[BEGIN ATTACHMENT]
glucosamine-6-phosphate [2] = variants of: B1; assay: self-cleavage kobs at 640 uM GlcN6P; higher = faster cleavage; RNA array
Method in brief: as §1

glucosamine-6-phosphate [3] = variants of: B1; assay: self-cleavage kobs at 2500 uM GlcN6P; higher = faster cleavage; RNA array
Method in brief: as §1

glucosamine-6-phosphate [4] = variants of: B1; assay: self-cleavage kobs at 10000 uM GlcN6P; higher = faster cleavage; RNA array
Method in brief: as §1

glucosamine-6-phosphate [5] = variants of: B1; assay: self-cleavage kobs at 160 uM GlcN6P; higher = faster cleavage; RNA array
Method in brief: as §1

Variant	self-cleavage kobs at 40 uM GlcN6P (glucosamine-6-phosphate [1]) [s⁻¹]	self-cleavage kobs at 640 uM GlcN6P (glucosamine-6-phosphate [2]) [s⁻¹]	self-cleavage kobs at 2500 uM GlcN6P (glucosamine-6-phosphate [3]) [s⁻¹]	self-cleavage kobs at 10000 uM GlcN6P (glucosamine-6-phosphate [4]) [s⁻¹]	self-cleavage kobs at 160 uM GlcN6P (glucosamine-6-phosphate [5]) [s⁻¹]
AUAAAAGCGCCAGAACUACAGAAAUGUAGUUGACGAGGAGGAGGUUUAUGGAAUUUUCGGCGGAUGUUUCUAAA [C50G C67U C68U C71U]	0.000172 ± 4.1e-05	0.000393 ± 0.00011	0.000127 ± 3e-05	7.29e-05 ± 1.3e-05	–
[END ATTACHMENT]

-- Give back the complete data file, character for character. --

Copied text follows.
glucosamine-6-phosphate [2] = variants of: B1; assay: self-cleavage kobs at 640 uM GlcN6P; higher = faster cleavage; RNA array
Method in brief: as §1

glucosamine-6-phosphate [3] = variants of: B1; assay: self-cleavage kobs at 2500 uM GlcN6P; higher = faster cleavage; RNA array
Method in brief: as §1

glucosamine-6-phosphate [4] = variants of: B1; assay: self-cleavage kobs at 10000 uM GlcN6P; higher = faster cleavage; RNA array
Method in brief: as §1

glucosamine-6-phosphate [5] = variants of: B1; assay: self-cleavage kobs at 160 uM GlcN6P; higher = faster cleavage; RNA array
Method in brief: as §1

Variant	self-cleavage kobs at 40 uM GlcN6P (glucosamine-6-phosphate [1]) [s⁻¹]	self-cleavage kobs at 640 uM GlcN6P (glucosamine-6-phosphate [2]) [s⁻¹]	self-cleavage kobs at 2500 uM GlcN6P (glucosamine-6-phosphate [3]) [s⁻¹]	self-cleavage kobs at 10000 uM GlcN6P (glucosamine-6-phosphate [4]) [s⁻¹]	self-cleavage kobs at 160 uM GlcN6P (glucosamine-6-phosphate [5]) [s⁻¹]
AUAAAAGCGCCAGAACUACAGAAAUGUAGUUGACGAGGAGGAGGUUUAUGGAAUUUUCGGCGGAUGUUUCUAAA [C50G C67U C68U C71U]	0.000172 ± 4.1e-05	0.000393 ± 0.00011	0.000127 ± 3e-05	7.29e-05 ± 1.3e-05	–